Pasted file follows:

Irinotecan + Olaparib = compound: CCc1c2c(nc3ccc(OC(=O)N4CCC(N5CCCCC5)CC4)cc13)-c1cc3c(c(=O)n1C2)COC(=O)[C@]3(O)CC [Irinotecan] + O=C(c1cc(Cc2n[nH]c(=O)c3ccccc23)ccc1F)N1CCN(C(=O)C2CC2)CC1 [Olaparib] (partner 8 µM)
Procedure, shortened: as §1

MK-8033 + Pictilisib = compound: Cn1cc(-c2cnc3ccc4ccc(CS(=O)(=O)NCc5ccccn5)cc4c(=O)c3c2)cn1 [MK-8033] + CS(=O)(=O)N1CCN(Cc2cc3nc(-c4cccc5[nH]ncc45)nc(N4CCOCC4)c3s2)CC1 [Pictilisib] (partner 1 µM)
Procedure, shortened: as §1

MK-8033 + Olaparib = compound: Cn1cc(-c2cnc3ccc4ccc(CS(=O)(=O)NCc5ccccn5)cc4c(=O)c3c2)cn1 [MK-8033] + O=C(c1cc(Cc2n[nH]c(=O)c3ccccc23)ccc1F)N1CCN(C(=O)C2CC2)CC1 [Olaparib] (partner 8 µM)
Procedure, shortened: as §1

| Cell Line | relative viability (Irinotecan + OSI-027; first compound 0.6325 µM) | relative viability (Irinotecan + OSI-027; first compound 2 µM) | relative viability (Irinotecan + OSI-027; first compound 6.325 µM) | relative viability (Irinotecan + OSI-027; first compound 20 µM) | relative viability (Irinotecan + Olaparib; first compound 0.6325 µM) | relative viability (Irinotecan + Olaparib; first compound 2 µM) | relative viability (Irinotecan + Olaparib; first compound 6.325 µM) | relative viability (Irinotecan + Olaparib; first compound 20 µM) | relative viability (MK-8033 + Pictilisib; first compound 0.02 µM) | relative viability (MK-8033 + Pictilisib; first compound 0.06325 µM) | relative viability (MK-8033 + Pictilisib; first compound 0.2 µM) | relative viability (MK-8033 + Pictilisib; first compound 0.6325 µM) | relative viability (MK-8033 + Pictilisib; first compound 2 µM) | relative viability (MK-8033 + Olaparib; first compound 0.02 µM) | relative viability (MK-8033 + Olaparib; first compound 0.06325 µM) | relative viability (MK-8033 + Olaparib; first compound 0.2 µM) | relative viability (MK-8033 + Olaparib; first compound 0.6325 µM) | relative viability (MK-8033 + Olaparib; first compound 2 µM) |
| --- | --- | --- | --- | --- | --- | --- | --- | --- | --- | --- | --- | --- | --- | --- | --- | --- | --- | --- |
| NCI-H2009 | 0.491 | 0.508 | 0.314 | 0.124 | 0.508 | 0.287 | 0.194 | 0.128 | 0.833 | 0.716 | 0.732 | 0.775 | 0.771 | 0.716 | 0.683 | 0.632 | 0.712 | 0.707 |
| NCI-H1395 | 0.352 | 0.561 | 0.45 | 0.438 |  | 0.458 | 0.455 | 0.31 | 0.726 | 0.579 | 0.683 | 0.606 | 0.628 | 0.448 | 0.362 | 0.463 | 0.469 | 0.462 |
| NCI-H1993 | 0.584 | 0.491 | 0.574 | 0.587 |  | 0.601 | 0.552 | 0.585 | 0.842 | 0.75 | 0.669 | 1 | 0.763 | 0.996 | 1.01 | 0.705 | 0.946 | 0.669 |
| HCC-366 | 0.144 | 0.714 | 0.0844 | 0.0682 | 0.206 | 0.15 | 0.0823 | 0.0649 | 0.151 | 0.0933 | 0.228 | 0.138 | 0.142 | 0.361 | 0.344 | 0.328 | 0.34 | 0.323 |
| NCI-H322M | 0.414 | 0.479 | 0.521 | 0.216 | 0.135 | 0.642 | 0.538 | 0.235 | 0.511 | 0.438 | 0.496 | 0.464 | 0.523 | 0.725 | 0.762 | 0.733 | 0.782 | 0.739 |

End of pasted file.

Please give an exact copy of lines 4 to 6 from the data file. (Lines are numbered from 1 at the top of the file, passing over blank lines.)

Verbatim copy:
Procedure, shortened: as §1

MK-8033 + Olaparib = compound: Cn1cc(-c2cnc3ccc4ccc(CS(=O)(=O)NCc5ccccn5)cc4c(=O)c3c2)cn1 [MK-8033] + O=C(c1cc(Cc2n[nH]c(=O)c3ccccc23)ccc1F)N1CCN(C(=O)C2CC2)CC1 [Olaparib] (partner 8 µM)
Procedure, shortened: as §1